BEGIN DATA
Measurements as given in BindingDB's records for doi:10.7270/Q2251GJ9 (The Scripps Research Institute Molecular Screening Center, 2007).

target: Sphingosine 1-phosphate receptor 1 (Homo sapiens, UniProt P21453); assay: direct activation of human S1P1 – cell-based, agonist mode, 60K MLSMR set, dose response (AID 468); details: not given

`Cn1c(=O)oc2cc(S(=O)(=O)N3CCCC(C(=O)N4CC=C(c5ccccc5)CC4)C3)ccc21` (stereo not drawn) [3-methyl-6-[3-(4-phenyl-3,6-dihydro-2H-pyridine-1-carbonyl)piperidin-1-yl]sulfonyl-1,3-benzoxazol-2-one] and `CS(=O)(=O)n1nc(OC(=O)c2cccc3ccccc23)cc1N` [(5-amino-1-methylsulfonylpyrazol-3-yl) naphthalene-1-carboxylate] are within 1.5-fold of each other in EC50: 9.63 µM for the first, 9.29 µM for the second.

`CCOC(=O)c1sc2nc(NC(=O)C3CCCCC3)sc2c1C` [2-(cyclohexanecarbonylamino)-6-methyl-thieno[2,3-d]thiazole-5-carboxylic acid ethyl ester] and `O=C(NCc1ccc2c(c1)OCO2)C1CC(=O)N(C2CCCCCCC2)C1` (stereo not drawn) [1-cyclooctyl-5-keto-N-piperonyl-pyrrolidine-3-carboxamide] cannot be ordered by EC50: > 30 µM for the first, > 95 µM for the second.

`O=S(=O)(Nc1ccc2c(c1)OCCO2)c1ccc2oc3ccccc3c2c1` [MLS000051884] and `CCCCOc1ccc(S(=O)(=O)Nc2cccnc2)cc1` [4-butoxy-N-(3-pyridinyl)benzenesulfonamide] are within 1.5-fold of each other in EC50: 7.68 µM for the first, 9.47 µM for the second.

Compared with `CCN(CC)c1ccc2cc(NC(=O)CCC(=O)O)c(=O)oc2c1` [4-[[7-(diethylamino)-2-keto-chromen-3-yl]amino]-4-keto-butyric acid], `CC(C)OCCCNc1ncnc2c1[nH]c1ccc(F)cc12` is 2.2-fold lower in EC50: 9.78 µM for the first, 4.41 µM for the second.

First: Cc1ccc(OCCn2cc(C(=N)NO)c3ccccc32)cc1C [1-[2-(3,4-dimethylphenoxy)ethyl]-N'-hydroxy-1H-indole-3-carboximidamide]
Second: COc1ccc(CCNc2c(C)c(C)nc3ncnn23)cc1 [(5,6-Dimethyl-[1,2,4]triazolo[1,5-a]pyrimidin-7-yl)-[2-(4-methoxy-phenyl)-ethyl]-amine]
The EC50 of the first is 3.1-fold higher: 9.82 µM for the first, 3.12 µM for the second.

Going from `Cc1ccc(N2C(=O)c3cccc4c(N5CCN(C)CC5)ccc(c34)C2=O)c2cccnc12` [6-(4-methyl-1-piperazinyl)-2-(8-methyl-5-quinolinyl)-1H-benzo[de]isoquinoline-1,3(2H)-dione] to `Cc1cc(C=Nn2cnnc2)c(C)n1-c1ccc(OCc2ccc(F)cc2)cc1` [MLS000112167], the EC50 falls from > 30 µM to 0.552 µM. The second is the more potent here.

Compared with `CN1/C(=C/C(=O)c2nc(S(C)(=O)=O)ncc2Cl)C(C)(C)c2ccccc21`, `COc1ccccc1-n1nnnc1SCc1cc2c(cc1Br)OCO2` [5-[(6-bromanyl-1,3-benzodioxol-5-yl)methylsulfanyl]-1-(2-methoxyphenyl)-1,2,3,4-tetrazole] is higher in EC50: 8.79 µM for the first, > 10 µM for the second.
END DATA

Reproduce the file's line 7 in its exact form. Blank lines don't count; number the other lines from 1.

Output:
First: Cc1ccc(OCCn2cc(C(=N)NO)c3ccccc32)cc1C [1-[2-(3,4-dimethylphenoxy)ethyl]-N'-hydroxy-1H-indole-3-carboximidamide]